Agoraphobia is an intense fear and anxiety of being in places where it is hard to escape, or where help might not be available. Agoraphobia usually involves fear of crowds, bridges, or of being outside alone.
The exact cause of agoraphobia is unknown. Agoraphobia sometimes occurs when a person has had a panic attack and begins to fear situations that might lead to another panic attack.
With agoraphobia, you avoid places or situations because you do not feel safe in public places. The fear is worse when the place is crowded.
Symptoms of agoraphobia include:
- Being afraid of spending time alone
- Being afraid of places where escape might be hard
- Being afraid of losing control in a public place
- Depending on others
- Feeling detached or separated from others
- Feeling helpless
- Feeling that the body is not real
- Feeling that the environment is not real
- Having an unusual temper or agitation
- Staying in the house for long periods
Physical symptoms can include:
Exams and Tests
The health care provider will look at your history of agoraphobia, and will get a description of the behavior from you, your family, or friends.
The goal of treatment is to help you feel and function better. The success of treatment usually depends in part on how severe the agoraphobia is. Treatment most often combines talk therapy with a medicine. Certain medicines usually used to treat depression may be helpful for this disorder. They work by preventing your symptoms or making them less severe. You must take these medicines every day. DO NOT stop taking them or change the dosage without talking with your provider.
- Selective serotonin reuptake inhibitors (SSRIs) are most often the first choice of antidepressant.
- Serotonin-norepinephrine reuptake inhibitors (SNRIs) are another choice.
Other medicines used to treat depression or medicines used to treat seizures may also be tried.
Medicines called sedatives or hypnotics may also be prescribed.
- These medicines should only be taken under a doctor's direction.
- Your doctor will prescribe a limited amount of these drugs. They should not to be used everyday.
- They may be used when symptoms become very severe or when you are about to be exposed to something that always brings on your symptoms.
Cognitive-behavioral therapy (CBT) is a type of talk therapy. It involves 10 to 20 visits with a mental health professional over several weeks. CBT helps you change the thoughts that cause your condition. It may involve:
- Understanding and controlling distorted feelings or views of stressful events or situations
- Learning stress management and relaxation techniques
- Relaxing, then imagining the things that cause the anxiety, working from the least fearful to the most fearful (called systematic desensitization and exposure therapy)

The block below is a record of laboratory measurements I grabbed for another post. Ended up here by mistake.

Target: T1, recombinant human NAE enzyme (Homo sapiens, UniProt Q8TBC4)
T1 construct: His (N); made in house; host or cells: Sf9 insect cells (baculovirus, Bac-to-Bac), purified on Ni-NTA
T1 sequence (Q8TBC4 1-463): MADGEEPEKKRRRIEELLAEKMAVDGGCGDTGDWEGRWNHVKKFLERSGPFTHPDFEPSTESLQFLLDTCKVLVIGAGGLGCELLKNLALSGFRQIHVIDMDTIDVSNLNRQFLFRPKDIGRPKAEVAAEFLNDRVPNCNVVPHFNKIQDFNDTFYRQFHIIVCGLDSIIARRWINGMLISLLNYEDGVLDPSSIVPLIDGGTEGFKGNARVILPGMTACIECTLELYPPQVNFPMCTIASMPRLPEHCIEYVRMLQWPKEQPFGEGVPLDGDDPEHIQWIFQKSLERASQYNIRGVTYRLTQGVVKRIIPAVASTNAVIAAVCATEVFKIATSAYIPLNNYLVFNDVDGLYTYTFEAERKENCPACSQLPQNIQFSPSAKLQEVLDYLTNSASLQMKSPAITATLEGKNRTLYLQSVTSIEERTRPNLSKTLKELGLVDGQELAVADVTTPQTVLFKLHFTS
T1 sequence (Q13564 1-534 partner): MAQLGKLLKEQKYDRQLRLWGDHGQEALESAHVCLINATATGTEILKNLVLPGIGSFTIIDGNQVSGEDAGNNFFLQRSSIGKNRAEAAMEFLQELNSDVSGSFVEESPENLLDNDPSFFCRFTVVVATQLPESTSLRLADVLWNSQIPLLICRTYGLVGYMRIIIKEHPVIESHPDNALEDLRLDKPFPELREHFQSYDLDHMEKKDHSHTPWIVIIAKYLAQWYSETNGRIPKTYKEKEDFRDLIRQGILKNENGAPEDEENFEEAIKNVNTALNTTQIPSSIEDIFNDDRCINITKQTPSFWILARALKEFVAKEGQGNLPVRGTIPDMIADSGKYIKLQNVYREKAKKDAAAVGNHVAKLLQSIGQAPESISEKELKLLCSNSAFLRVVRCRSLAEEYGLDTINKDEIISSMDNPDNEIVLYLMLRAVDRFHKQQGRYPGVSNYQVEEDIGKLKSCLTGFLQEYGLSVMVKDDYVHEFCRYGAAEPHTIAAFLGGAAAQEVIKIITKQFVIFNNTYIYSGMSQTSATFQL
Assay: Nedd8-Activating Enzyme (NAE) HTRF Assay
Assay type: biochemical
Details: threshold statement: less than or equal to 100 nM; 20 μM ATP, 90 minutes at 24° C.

You may also be slowly exposed to the real-life situation that causes the fear to help you overcome it.
A healthy lifestyle that includes exercise, enough rest, and good nutrition can also be helpful.
You can ease the stress of having agoraphobia by joining a support group. Sharing with others who have common experiences and problems can help you not feel alone.
Support groups are usually not a good substitute for talk therapy or taking medicine, but can be a helpful addition.
Resources for more information include:
Anxiety and Depression Association of America -- www.adaa.org
Freedom from Fear -- www.freedomfromfear.org
Most people can get better with medicines and CBT. Without early and effective help, the disorder may become harder to treat.
Some people with agoraphobia may:
- Use alcohol or other drugs while trying to self-medicate.
- Be unable to function at work or in social situations.
- Feel isolated, lonely, depressed, or suicidal.
When to Contact a Medical Professional
Call for an appointment with your provider if you have symptoms of agoraphobia.
Early treatment of panic disorder can often prevent agoraphobia.
Anxiety disorder - agoraphobia
American Psychiatric Association. Diagnostic and statistical manual of mental disorders. 5th ed. Arlington, VA: American Psychiatric Publishing. 2013.
Calkins AW, Bui E, Taylor CT, Pollack MH, LeBeau RT, Simon NM. Anxiety disorders. In: Stern TA, Fava M, Wilens TE, Rosenbaum JF, eds. Massachusetts General Hospital Comprehensive Clinical Psychiatry. 2nd ed. Philadelphia, PA: Elsevier; 2016:chap 32.
Gabbard GO. Generalized anxiety disorder. In: Gabbard GO. Gabbard's Treatments of Psychiatric Disorders. 5th ed. Arlington, VA: American Psychiatric Publishing; 2014:chap 19.
Review Date 2/2/2016
Updated by: Fred K. Berger, MD, addiction and forensic psychiatrist, Scripps Memorial Hospital, La Jolla, CA. Also reviewed by David Zieve, MD, MHA, Isla Ogilvie, PhD, and the A.D.A.M. Editorial team.